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>> can we go across the back? >> [inaudible] with the order of st. john. >> [inaudible] >> david mack, elease institute. >> joint staff. >> [unintelligible] >> charles bruce, washington d.c. >> [unintelligible] >> patrick mancino. >> it gives me great pleasure to
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introduce a founding president and ceo of the national council and u.s.-arab relations. a man who has devoted his life to this region, to promoting understanding between the united states and the arab world and to has a particular home intellectually and spiritually in the gulf and arabian peninsula. he is the only westerner who has actually been present at the creation and attended each of the ministerials of the council and he is back from kuwait where he attended that meeting last week. it is my great pleasure to introduce dr. anthony. >> thank you. thank you, russell smith, thank
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you for allowing your facilities to be used for the occasion. thank you to the guests and the participants. there is as you can infer an area of expertise and diversity of specialization. [unintelligible] it is hardly a region that is synonymous with [unintelligible] this is one of the few places, it is the only place on the plan and that the united states along with its friends and allies have mobilized and poured more troops and expended more treasure and accounted more casualties, three times in the last three decades than any other place on earth. and so it is significant -- its significance is italicized from that perspective alone.
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we're talking about eight countries, some of -- seven of them are arab and one is a persian, iran. the vast majority of the energy production and exports of the region come from the seven and not the one. this particular region is also one of the least well known among some americans of the nearly 20 centers for middle east studies in the united states. there is not a single course of the arabian peninsula in the gulf except at one university. that has been the situation for 40 years. there is a vast amount of chicken and egg aspect of it. most of the specialists on this region are from the u.s. government. either from diplomats and foreign service officers or intelligence activists and analysts as well as the armed services. in terms of the american private sector, the corporate world far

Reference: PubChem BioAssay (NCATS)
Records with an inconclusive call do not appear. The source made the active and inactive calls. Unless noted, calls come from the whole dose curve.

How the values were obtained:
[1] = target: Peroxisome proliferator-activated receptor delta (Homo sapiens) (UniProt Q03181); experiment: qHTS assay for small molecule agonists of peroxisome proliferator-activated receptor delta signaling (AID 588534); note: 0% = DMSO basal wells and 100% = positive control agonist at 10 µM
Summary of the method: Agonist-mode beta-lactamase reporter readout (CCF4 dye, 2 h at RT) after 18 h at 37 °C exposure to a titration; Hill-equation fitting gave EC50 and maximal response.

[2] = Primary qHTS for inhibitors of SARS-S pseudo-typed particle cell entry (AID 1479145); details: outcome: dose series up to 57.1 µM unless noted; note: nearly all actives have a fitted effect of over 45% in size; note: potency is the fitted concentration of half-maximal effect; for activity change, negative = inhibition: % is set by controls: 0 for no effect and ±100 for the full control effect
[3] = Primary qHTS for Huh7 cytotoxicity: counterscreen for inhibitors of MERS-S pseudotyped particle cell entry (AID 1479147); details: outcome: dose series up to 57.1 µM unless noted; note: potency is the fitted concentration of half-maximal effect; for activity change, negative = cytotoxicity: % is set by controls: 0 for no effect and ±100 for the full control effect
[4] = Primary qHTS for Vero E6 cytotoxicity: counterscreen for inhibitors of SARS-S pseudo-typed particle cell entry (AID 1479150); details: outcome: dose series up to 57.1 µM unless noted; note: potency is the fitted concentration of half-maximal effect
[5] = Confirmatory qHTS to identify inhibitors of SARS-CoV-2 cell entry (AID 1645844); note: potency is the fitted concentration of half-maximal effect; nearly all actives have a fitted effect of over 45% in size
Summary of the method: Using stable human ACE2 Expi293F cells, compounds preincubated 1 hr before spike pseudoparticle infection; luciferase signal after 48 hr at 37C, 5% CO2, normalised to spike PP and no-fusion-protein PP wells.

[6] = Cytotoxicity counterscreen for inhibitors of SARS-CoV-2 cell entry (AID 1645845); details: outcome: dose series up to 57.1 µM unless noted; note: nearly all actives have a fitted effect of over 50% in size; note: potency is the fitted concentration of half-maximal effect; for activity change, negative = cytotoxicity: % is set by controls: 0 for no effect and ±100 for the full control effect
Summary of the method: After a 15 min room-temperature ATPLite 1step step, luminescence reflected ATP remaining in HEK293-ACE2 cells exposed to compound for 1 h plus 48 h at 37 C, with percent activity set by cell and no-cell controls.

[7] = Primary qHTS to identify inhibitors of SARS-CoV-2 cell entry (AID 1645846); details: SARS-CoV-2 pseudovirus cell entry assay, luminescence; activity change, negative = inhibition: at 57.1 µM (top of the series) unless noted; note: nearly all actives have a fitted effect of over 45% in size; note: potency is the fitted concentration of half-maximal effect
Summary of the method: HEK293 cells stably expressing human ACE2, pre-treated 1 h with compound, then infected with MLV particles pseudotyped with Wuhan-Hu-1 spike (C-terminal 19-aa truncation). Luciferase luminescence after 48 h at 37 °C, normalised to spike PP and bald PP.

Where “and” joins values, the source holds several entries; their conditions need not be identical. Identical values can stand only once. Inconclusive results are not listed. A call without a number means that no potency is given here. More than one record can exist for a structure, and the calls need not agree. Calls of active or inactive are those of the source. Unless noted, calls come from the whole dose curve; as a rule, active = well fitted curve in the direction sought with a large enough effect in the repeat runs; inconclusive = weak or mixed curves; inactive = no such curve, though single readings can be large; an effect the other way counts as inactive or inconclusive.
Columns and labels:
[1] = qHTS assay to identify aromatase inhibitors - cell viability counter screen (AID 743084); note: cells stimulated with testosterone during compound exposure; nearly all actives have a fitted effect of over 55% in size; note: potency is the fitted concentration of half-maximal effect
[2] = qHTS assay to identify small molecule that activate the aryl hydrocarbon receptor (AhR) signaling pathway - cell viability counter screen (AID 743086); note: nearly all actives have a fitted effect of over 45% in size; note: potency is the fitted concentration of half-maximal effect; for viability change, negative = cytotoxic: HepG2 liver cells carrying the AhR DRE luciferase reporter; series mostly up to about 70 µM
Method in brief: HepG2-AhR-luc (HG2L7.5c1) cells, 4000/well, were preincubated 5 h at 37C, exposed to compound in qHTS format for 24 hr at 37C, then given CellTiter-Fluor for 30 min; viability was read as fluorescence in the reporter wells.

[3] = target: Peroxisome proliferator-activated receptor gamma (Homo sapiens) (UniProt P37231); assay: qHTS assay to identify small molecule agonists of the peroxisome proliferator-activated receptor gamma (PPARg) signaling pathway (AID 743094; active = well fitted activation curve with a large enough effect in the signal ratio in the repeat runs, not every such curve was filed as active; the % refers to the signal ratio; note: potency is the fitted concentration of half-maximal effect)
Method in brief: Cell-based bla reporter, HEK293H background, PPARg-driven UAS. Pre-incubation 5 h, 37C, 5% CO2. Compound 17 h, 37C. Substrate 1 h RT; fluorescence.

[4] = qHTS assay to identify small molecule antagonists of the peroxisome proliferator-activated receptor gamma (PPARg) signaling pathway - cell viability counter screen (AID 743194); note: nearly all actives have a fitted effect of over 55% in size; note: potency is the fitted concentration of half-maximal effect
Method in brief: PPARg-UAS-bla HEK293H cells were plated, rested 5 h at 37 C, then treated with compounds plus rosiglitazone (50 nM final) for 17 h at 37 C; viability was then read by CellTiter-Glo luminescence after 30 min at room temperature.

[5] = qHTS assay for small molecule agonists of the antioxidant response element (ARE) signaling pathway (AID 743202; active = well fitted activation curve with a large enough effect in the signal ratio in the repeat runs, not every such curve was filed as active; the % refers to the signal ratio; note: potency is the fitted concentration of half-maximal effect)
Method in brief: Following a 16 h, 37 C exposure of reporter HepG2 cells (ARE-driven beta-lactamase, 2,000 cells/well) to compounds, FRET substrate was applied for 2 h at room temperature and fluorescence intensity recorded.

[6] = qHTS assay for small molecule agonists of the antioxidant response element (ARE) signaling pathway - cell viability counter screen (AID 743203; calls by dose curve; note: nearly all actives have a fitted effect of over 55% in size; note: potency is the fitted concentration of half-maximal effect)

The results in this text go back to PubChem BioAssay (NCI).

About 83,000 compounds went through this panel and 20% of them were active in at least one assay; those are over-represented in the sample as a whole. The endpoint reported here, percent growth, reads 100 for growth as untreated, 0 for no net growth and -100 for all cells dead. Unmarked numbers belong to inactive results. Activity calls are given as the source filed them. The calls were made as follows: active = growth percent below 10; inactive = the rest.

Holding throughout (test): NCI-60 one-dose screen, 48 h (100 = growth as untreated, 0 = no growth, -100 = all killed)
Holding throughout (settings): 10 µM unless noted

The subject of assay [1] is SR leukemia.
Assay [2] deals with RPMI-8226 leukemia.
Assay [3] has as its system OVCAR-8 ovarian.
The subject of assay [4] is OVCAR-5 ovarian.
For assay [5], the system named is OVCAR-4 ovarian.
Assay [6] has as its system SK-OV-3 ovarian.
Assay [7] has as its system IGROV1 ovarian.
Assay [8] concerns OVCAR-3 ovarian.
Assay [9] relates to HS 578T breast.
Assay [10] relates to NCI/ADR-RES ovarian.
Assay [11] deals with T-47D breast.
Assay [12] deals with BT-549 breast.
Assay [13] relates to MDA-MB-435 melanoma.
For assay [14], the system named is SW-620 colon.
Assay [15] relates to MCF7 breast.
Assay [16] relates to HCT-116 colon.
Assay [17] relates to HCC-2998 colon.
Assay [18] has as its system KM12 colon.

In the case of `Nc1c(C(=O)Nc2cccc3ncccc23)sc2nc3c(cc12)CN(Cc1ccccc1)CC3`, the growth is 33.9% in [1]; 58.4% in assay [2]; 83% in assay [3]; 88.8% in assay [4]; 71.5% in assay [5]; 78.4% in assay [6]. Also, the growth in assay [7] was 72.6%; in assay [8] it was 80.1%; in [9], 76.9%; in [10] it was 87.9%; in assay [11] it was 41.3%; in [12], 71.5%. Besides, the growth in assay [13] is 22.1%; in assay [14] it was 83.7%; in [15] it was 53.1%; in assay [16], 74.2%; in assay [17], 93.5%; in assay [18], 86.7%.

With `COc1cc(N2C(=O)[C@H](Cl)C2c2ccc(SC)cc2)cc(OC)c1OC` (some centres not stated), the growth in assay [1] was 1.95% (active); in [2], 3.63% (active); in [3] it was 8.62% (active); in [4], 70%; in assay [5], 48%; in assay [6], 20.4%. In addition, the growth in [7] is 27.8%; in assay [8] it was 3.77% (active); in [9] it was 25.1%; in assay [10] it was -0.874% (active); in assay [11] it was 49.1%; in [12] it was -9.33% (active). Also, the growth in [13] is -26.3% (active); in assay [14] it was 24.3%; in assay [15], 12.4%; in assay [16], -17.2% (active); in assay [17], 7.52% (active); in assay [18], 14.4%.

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outpaces knowledge and understanding and meaningful information and insight as to how these polities work and how they do not work and what their needs and concerns and what are their interests and their objectives, what are their relations. there is a game of catch of being called -- catch up being played. with those who work every day in brain -- bahrain adn those in administering the defense cooperative agreements as well as an earlier, 10 years earlier access to facilities agreement between the u.s. and oman. there is no comparable agreement or access to facilities agreement with saudi arabia but here, the cautionary word is not to confuse a form with function.
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though there is not something in the de jure realm, there is a longer engagement and intensity and extensive jeunesse of involvement in terms of geostrategic merelmilitary and strategic issues. the question of the day is with regard of where does the council fit in with this matrix of dynamics and issues and opportunities and challenges? why does it exist in the first place, given the sorry, sad wreckage and disappointing history of some in the previous pan-arab attempts at integration
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and unity of one form or another. this one has already outlasted all of them save one. that being the league of arab states which had its protocols agreed to in alexandria in september 1944 and it came into existence in 1945, months before they -- the founding of the united nations. at the united nations conference founding in san francisco, it was mainly the americans to the host but at the same time, the most out of their depth. because of all the international and regional organizations of the last century, the one that was best known for which the united states conceived but did not join was the league of nations. so at san francisco it was americans going to the delegations of iraq and saudi arabia and egypt and syria to ask how they had gotten up and running their regional
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organization. some see the gulf war cooperation council that came into being in 1981 as a detraction, a distraction from the league of arab states. in the early months and weeks of its existence, there was, admittedly, no small amount of animosity, jealousy, resentment, suspicion, distrust, and yet it is in keeping with the charter of league of arab states which does include individual efforts between two or more arab countries to form building blocks upon which larger platforms of integration, coronation, collaboration, and cooperation can be forged subsequently. it is also in keeping with the united nations which has a separate chapter dealing with the encouragement of regional organizations while the five permanent members of the human